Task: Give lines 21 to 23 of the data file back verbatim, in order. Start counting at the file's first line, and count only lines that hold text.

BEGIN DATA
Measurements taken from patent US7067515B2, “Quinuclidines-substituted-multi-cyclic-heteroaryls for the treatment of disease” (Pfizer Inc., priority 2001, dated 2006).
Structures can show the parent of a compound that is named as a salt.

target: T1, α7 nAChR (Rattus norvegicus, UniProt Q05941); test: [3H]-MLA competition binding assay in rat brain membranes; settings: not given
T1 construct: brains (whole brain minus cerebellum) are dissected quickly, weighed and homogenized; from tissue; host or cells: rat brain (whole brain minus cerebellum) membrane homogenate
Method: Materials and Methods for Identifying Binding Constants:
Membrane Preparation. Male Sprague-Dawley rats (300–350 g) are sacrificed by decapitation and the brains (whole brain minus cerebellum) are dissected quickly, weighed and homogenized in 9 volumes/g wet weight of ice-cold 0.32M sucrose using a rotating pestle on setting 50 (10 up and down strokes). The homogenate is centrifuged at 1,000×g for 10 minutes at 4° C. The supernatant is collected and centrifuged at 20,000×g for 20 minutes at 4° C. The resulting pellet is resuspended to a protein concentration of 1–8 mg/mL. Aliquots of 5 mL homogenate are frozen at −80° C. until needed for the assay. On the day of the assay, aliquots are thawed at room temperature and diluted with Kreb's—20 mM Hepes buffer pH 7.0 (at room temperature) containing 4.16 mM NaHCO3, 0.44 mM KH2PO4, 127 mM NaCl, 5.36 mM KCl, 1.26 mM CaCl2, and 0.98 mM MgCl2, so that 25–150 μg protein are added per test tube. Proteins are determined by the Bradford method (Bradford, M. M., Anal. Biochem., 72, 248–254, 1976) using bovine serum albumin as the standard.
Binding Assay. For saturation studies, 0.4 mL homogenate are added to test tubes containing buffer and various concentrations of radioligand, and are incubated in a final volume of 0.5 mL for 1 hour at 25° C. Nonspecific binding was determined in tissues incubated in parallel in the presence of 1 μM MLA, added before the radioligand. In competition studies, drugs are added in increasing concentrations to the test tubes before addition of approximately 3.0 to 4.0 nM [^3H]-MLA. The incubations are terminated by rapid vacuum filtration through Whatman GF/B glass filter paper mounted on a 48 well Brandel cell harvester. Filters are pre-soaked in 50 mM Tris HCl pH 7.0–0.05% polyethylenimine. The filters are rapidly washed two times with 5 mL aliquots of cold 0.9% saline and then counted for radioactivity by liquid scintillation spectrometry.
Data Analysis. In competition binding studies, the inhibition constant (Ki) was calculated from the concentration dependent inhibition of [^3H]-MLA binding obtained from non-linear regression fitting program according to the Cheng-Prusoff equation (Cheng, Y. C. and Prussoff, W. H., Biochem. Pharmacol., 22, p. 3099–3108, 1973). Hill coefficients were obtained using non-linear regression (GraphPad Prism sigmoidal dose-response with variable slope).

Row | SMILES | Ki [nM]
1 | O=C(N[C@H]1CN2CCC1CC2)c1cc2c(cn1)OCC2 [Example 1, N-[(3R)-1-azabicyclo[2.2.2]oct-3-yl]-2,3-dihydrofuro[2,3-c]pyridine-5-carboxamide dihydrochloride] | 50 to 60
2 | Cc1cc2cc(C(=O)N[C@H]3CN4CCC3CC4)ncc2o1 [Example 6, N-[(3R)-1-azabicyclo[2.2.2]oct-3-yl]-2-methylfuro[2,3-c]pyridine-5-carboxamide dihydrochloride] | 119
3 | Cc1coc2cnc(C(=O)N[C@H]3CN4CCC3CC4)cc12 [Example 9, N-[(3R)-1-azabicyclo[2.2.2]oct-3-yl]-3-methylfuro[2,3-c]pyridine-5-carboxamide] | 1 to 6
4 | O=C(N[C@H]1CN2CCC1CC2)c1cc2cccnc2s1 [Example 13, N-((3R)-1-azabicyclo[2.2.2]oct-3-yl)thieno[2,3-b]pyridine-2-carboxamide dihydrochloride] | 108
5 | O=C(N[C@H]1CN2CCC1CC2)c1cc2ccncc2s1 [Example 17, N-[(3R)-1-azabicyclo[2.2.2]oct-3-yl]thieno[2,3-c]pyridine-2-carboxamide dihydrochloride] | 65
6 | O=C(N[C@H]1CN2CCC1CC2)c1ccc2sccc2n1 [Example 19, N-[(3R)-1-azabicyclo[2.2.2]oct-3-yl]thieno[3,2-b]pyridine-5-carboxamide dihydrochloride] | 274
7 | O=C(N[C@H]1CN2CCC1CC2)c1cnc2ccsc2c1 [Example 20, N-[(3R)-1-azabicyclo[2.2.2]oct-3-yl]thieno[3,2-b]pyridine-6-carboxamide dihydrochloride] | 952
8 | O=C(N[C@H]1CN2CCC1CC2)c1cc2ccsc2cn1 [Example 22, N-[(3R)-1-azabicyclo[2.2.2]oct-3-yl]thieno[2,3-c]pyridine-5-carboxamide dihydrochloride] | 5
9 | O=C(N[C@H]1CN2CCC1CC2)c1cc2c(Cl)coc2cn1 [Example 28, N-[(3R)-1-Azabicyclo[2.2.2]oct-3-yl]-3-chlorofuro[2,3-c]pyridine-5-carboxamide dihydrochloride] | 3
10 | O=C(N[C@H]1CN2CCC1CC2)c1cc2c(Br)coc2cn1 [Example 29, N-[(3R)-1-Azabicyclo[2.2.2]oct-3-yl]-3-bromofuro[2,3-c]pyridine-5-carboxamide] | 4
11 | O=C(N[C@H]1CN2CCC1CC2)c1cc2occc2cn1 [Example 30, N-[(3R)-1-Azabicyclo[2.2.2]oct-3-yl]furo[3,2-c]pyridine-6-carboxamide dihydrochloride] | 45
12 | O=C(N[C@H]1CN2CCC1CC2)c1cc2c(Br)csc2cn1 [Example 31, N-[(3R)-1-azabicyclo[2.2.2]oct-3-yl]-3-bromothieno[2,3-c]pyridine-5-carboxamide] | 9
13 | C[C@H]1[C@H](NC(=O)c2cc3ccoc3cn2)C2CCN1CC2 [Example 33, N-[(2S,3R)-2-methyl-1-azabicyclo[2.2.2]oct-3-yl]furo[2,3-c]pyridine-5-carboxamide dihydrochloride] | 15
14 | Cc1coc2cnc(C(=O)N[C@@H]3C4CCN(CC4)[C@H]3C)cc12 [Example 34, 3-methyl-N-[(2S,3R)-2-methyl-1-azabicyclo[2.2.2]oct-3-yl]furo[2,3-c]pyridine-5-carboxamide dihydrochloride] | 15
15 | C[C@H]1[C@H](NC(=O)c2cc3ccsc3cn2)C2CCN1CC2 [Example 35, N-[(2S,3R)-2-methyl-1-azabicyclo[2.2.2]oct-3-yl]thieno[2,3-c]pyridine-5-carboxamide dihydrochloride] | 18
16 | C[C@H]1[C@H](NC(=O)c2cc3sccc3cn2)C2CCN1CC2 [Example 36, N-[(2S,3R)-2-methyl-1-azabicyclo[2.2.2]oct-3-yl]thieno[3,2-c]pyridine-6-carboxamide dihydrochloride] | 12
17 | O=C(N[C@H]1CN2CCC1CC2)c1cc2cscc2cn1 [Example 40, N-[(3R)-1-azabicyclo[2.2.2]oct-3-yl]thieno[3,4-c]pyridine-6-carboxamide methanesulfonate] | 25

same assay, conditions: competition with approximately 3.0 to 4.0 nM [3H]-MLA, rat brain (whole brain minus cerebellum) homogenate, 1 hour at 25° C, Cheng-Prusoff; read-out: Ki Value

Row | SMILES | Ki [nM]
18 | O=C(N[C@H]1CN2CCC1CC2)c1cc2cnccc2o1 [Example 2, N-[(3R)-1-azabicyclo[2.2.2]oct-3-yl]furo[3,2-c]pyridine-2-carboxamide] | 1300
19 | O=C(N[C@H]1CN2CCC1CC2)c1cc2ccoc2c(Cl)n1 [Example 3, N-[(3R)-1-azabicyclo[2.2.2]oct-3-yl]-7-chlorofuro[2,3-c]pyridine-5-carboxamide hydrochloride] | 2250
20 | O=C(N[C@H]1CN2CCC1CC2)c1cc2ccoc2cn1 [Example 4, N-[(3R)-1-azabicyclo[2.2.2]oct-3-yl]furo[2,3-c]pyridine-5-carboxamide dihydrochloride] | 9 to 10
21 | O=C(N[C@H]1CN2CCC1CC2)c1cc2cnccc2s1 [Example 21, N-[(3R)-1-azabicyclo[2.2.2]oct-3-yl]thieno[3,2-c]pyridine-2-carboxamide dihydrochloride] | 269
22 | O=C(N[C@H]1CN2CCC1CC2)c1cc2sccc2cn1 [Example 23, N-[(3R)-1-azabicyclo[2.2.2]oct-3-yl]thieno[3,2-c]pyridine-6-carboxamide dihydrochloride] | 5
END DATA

12 | O=C(N[C@H]1CN2CCC1CC2)c1cc2c(Br)csc2cn1 [Example 31, N-[(3R)-1-azabicyclo[2.2.2]oct-3-yl]-3-bromothieno[2,3-c]pyridine-5-carboxamide] | 9
13 | C[C@H]1[C@H](NC(=O)c2cc3ccoc3cn2)C2CCN1CC2 [Example 33, N-[(2S,3R)-2-methyl-1-azabicyclo[2.2.2]oct-3-yl]furo[2,3-c]pyridine-5-carboxamide dihydrochloride] | 15
14 | Cc1coc2cnc(C(=O)N[C@@H]3C4CCN(CC4)[C@H]3C)cc12 [Example 34, 3-methyl-N-[(2S,3R)-2-methyl-1-azabicyclo[2.2.2]oct-3-yl]furo[2,3-c]pyridine-5-carboxamide dihydrochloride] | 15